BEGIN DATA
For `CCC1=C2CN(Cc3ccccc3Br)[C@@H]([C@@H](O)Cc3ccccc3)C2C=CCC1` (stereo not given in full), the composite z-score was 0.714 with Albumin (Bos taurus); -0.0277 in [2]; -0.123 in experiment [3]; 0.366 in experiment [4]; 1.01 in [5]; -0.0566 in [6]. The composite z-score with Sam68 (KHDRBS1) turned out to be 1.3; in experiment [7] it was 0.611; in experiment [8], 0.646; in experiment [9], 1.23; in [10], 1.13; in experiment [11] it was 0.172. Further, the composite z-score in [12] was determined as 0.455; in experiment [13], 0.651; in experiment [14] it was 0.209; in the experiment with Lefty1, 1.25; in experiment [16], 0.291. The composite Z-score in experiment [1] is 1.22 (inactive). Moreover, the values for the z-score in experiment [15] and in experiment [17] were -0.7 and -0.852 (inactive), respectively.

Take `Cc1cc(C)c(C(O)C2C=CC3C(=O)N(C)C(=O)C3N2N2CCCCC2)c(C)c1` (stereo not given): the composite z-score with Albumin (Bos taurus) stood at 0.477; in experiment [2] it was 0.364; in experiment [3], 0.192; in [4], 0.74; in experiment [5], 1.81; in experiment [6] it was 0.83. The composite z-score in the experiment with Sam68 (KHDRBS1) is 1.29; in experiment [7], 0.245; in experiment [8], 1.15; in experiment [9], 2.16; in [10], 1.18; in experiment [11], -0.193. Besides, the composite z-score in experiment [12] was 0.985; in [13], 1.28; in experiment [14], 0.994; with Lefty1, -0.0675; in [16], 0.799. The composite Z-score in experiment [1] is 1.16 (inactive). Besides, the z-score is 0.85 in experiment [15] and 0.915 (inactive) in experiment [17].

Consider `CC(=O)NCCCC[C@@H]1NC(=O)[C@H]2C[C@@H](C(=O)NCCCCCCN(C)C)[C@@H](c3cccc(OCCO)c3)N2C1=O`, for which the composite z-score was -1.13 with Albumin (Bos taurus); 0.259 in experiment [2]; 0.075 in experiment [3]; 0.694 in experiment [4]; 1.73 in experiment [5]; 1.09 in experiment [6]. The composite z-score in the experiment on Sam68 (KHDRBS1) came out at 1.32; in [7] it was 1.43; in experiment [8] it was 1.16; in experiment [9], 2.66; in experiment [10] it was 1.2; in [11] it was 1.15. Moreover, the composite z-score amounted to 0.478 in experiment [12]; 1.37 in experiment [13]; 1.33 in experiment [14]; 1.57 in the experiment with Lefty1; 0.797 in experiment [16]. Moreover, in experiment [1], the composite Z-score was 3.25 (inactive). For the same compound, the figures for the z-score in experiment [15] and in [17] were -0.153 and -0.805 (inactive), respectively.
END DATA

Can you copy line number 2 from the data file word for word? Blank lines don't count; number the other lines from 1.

Take `Cc1cc(C)c(C(O)C2C=CC3C(=O)N(C)C(=O)C3N2N2CCCCC2)c(C)c1` (stereo not given): the composite z-score with Albumin (Bos taurus) stood at 0.477; in experiment [2] it was 0.364; in experiment [3], 0.192; in [4], 0.74; in experiment [5], 1.81; in experiment [6] it was 0.83. The composite z-score in the experiment with Sam68 (KHDRBS1) is 1.29; in experiment [7], 0.245; in experiment [8], 1.15; in experiment [9], 2.16; in [10], 1.18; in experiment [11], -0.193. Besides, the composite z-score in experiment [12] was 0.985; in [13], 1.28; in experiment [14], 0.994; with Lefty1, -0.0675; in [16], 0.799. The composite Z-score in experiment [1] is 1.16 (inactive). Besides, the z-score is 0.85 in experiment [15] and 0.915 (inactive) in experiment [17].